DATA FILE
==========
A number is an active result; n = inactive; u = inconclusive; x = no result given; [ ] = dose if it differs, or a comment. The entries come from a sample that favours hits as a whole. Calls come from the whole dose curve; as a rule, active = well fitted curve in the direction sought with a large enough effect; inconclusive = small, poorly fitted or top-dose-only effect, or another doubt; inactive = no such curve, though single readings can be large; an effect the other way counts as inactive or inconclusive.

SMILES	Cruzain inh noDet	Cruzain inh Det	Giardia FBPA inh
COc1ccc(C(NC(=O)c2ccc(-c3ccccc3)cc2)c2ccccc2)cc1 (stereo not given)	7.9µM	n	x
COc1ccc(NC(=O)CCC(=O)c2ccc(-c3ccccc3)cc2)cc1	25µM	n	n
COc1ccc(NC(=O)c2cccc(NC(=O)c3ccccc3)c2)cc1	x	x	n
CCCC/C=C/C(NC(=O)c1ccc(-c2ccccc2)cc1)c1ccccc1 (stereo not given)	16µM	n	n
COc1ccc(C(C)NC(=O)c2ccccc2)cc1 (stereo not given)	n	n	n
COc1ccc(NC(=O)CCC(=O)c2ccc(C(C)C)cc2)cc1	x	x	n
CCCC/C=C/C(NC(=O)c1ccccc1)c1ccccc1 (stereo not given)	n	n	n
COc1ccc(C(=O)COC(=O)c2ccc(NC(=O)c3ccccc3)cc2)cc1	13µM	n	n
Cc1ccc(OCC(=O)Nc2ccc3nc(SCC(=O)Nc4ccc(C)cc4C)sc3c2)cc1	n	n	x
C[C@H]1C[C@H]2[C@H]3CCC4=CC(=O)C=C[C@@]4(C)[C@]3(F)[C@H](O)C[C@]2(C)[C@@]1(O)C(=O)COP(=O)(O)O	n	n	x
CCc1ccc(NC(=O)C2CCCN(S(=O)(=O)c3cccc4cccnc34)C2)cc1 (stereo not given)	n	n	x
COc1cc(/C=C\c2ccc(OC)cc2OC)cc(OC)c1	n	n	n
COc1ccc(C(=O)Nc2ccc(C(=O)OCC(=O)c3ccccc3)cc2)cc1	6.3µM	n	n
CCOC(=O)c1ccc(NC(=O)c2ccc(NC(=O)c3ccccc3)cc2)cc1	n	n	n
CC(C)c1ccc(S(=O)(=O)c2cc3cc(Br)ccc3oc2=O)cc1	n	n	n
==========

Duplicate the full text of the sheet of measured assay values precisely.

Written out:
A number is an active result; n = inactive; u = inconclusive; x = no result given; [ ] = dose if it differs, or a comment. The entries come from a sample that favours hits as a whole. Calls come from the whole dose curve; as a rule, active = well fitted curve in the direction sought with a large enough effect; inconclusive = small, poorly fitted or top-dose-only effect, or another doubt; inactive = no such curve, though single readings can be large; an effect the other way counts as inactive or inconclusive.

SMILES	Cruzain inh noDet	Cruzain inh Det	Giardia FBPA inh
COc1ccc(C(NC(=O)c2ccc(-c3ccccc3)cc2)c2ccccc2)cc1 (stereo not given)	7.9µM	n	x
COc1ccc(NC(=O)CCC(=O)c2ccc(-c3ccccc3)cc2)cc1	25µM	n	n
COc1ccc(NC(=O)c2cccc(NC(=O)c3ccccc3)c2)cc1	x	x	n
CCCC/C=C/C(NC(=O)c1ccc(-c2ccccc2)cc1)c1ccccc1 (stereo not given)	16µM	n	n
COc1ccc(C(C)NC(=O)c2ccccc2)cc1 (stereo not given)	n	n	n
COc1ccc(NC(=O)CCC(=O)c2ccc(C(C)C)cc2)cc1	x	x	n
CCCC/C=C/C(NC(=O)c1ccccc1)c1ccccc1 (stereo not given)	n	n	n
COc1ccc(C(=O)COC(=O)c2ccc(NC(=O)c3ccccc3)cc2)cc1	13µM	n	n
Cc1ccc(OCC(=O)Nc2ccc3nc(SCC(=O)Nc4ccc(C)cc4C)sc3c2)cc1	n	n	x
C[C@H]1C[C@H]2[C@H]3CCC4=CC(=O)C=C[C@@]4(C)[C@]3(F)[C@H](O)C[C@]2(C)[C@@]1(O)C(=O)COP(=O)(O)O	n	n	x
CCc1ccc(NC(=O)C2CCCN(S(=O)(=O)c3cccc4cccnc34)C2)cc1 (stereo not given)	n	n	x
COc1cc(/C=C\c2ccc(OC)cc2OC)cc(OC)c1	n	n	n
COc1ccc(C(=O)Nc2ccc(C(=O)OCC(=O)c3ccccc3)cc2)cc1	6.3µM	n	n
CCOC(=O)c1ccc(NC(=O)c2ccc(NC(=O)c3ccccc3)cc2)cc1	n	n	n
CC(C)c1ccc(S(=O)(=O)c2cc3cc(Br)ccc3oc2=O)cc1	n	n	n